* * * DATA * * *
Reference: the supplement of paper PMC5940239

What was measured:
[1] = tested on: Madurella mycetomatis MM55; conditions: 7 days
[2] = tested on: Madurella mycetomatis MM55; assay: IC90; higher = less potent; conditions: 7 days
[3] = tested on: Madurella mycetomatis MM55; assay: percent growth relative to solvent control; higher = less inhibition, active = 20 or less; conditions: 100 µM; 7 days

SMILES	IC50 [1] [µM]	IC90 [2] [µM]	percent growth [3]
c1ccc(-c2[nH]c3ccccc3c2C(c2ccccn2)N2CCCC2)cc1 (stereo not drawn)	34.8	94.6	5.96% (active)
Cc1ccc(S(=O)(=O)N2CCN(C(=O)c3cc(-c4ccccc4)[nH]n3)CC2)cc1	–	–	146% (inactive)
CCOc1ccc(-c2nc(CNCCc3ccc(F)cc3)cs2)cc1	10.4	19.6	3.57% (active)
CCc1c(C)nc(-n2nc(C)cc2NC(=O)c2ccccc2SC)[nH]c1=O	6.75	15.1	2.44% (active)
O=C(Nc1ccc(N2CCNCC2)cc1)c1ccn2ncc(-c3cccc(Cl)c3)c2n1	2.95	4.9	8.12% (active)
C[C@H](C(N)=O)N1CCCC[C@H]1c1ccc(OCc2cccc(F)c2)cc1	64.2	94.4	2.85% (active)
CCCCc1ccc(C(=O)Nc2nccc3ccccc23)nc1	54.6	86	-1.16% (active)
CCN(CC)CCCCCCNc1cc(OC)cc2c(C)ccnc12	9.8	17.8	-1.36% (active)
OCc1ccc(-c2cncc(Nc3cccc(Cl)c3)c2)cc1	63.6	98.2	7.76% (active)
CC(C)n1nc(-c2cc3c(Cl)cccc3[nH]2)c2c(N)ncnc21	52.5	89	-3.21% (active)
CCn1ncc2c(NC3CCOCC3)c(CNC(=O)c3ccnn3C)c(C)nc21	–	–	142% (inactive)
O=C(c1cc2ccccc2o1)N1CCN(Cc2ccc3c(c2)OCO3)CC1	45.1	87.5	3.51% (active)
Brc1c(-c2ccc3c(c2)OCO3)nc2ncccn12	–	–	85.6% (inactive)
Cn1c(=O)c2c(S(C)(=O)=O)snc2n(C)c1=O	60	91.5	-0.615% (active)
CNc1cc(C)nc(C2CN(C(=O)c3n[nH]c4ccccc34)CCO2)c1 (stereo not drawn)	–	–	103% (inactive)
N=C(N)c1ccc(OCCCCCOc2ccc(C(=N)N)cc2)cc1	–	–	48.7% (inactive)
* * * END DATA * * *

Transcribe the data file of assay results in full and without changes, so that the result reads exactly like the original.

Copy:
Reference: the supplement of paper PMC5940239

What was measured:
[1] = tested on: Madurella mycetomatis MM55; conditions: 7 days
[2] = tested on: Madurella mycetomatis MM55; assay: IC90; higher = less potent; conditions: 7 days
[3] = tested on: Madurella mycetomatis MM55; assay: percent growth relative to solvent control; higher = less inhibition, active = 20 or less; conditions: 100 µM; 7 days

SMILES	IC50 [1] [µM]	IC90 [2] [µM]	percent growth [3]
c1ccc(-c2[nH]c3ccccc3c2C(c2ccccn2)N2CCCC2)cc1 (stereo not drawn)	34.8	94.6	5.96% (active)
Cc1ccc(S(=O)(=O)N2CCN(C(=O)c3cc(-c4ccccc4)[nH]n3)CC2)cc1	–	–	146% (inactive)
CCOc1ccc(-c2nc(CNCCc3ccc(F)cc3)cs2)cc1	10.4	19.6	3.57% (active)
CCc1c(C)nc(-n2nc(C)cc2NC(=O)c2ccccc2SC)[nH]c1=O	6.75	15.1	2.44% (active)
O=C(Nc1ccc(N2CCNCC2)cc1)c1ccn2ncc(-c3cccc(Cl)c3)c2n1	2.95	4.9	8.12% (active)
C[C@H](C(N)=O)N1CCCC[C@H]1c1ccc(OCc2cccc(F)c2)cc1	64.2	94.4	2.85% (active)
CCCCc1ccc(C(=O)Nc2nccc3ccccc23)nc1	54.6	86	-1.16% (active)
CCN(CC)CCCCCCNc1cc(OC)cc2c(C)ccnc12	9.8	17.8	-1.36% (active)
OCc1ccc(-c2cncc(Nc3cccc(Cl)c3)c2)cc1	63.6	98.2	7.76% (active)
CC(C)n1nc(-c2cc3c(Cl)cccc3[nH]2)c2c(N)ncnc21	52.5	89	-3.21% (active)
CCn1ncc2c(NC3CCOCC3)c(CNC(=O)c3ccnn3C)c(C)nc21	–	–	142% (inactive)
O=C(c1cc2ccccc2o1)N1CCN(Cc2ccc3c(c2)OCO3)CC1	45.1	87.5	3.51% (active)
Brc1c(-c2ccc3c(c2)OCO3)nc2ncccn12	–	–	85.6% (inactive)
Cn1c(=O)c2c(S(C)(=O)=O)snc2n(C)c1=O	60	91.5	-0.615% (active)
CNc1cc(C)nc(C2CN(C(=O)c3n[nH]c4ccccc34)CCO2)c1 (stereo not drawn)	–	–	103% (inactive)
N=C(N)c1ccc(OCCCCCOc2ccc(C(=N)N)cc2)cc1	–	–	48.7% (inactive)